With a PhD in Physical Chemistry, Larry Lewis shifted from analysing data in a laboratory to drawing upon data from real-world military operations.
“The world is now my laboratory,” explained Lewis.
Throughout his career, Lewis has dedicated himself to combatting the ever-present issue of civilian casualties in warfare.
His keen interest in the power of data has drawn Lewis to look into events in Iraq, Afghanistan and many other battlefields to see if he could support militaries as they receive more pressure to reduce the number of civilian casualties.
He continued: “I was drawn to going to the battlefield, for context, but also getting the data to challenge common assumptions, the way people think about civilian casualties. The question I always ask is, “what does the data say?””
These false assumptions meant that the military repeatedly said it didn’t need help with the issue, even when rising levels of civilian casualties in multiple conflicts seemed to say differently.
The Joint Civilian Casualty Study
Despite repeated resistance, Lewis’ sheer determination meant he kept looking for opportunities to analyse data to better understand how civilian casualties happen and develop practical ways of reducing them.
One such opportunity was the Joint Civilian Casualty Study, supporting US and international forces in Afghanistan in the face of increasing civilians. He worked with Dr Sarah Sewall on this groundbreaking study.
“The study combined this data and the research foundation I had built. But we also travelled to Afghanistan.
“General Petraeus sponsored the work and even flew me around Afghanistan in his jet. We met with forces all around the country to understand the challenges and the context. Data is invaluable, but you have to understand the context as well. General Petraeus called it the first comprehensive assessment on civilian harm and it was,” added Lewis.
Discussing his work in Afghanistan, Lewis said: “ I gathered all the data on civilian harm incidents and analysed them, and I started seeing patterns. This gave us a clearer picture of how civilian harm happens, and it was fundamentally different from what the military thought; they had this misunderstanding about how civilian harm happened. They would put measures in place to fix it but they wouldn’t work as they didn't understand how it happened in the first place.”
The military started acting on his evidence-based recommendations and civilian casualties decreased as a result.
“Following this, the state department called as they wanted my expertise on civilian casualties to inform US policy. To do this, I joined the State Department as a senior advisor for civilian harm. I drafted an executive order on civilian casualties that President Obama signed, making national commitments to better protect civilians,” explained Lewis.
Utilising AI in a pioneering way
Lewis was also part of the US delegation to the UN talks on autonomous weapons, intended to increase understanding of autonomous technology and address concerns around the technology in war. While the primary focus has been on understanding and mitigating risks, in his most recent work Lewis highlights the opportunities for technology to better protect civilians and gives specific examples that militaries can start with for using AI to spare civilians in war.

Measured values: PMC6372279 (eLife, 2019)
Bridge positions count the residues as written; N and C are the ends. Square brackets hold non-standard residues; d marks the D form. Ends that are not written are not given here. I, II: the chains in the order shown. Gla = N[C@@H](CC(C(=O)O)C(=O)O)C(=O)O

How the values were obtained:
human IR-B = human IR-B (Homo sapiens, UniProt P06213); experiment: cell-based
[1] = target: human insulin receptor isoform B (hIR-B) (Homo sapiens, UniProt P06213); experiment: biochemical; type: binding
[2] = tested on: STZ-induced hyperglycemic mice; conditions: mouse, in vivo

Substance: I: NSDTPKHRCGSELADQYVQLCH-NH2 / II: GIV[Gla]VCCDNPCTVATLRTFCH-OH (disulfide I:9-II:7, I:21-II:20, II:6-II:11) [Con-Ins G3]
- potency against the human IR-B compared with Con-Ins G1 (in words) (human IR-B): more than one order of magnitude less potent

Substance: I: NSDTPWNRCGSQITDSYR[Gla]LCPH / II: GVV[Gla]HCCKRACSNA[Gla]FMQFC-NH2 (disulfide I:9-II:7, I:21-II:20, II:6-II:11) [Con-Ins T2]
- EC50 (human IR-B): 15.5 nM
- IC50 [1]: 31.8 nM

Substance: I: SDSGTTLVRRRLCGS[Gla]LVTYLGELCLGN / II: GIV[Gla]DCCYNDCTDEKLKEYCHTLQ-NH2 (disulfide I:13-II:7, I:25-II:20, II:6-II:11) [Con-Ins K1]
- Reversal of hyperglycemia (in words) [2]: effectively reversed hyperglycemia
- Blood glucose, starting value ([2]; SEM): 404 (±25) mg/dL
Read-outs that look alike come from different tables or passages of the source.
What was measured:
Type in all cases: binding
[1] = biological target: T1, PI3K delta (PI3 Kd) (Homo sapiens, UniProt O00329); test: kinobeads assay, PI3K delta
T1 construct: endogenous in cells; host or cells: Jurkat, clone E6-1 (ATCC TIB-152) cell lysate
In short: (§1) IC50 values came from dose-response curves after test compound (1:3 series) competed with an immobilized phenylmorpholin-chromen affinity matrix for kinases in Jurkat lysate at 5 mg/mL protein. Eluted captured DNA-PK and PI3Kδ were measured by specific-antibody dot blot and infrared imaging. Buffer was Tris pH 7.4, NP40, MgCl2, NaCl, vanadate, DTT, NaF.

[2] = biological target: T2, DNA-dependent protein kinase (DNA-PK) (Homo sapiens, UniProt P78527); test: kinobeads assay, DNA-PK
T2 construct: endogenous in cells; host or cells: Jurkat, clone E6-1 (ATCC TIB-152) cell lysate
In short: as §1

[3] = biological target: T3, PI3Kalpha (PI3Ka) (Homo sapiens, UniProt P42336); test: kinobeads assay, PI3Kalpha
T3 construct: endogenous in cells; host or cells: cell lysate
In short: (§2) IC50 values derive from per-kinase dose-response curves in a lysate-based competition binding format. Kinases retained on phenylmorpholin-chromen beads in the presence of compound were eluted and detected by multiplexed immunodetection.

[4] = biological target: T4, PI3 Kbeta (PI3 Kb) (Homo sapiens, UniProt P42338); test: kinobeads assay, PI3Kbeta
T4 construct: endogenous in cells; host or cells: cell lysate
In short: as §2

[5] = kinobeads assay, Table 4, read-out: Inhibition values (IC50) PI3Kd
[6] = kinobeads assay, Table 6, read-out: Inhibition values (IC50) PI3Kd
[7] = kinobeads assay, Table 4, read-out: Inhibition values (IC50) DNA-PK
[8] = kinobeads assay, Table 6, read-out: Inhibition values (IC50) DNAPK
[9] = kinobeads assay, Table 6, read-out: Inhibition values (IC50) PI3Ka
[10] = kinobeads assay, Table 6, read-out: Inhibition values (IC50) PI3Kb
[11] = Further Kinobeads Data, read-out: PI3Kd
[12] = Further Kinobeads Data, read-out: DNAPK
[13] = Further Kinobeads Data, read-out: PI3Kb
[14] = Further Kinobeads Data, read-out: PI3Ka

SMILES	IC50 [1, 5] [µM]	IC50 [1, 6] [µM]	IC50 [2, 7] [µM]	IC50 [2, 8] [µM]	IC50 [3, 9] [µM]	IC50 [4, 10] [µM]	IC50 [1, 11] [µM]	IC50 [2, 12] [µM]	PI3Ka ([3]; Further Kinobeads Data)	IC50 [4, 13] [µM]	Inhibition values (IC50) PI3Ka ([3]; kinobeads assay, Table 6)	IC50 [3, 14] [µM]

The Director of the Centre for Autonomy and Artificial Intelligence at CNA did highlight the wins he has had in his career: “There have been some victories, such as helping to contribute to reduced civilian casualties in the field, the Executive Order on civilian casualties, and the US AI strategy that was published in 2018. Within it, it says the US will use AI to help reduce civilian casualties. That’s a sign of greater awareness that we can better protect civilians with technology.”
He added: “There's really no one else that's done this work of analysing civilian casualties. I don't understand it, honestly. But, my work shows that there are practical ways to better protect civilians from harm. We can do better.”
CNA: AI brings us a step closer to mitigating harm
- How can we use AI to protect civilians from harm?
- How can AI be used to lessen the infliction of suffering, injury, and destruction of war?
Although many concerns have been voiced around the implementation of AI, including bias and the desire to maintain human judgement, the report outlines how to implement this technology to successfully mitigate risk.
It says: “Finding linkages between the risk factors we have observed in real-world operations and specific potential applications of AI brings us a step closer to mitigating harm.”
It is without a doubt that AI can be a key tool in reducing civilian harm, however, the report does stress that there is no solution that will completely eliminate the problem.
Military operations will always have a non-zero risk to civilians, but through this research, CNA shows that AI can be used to help address patterns of harm and reduce its likelihood.
To read the full summary of the report, click here.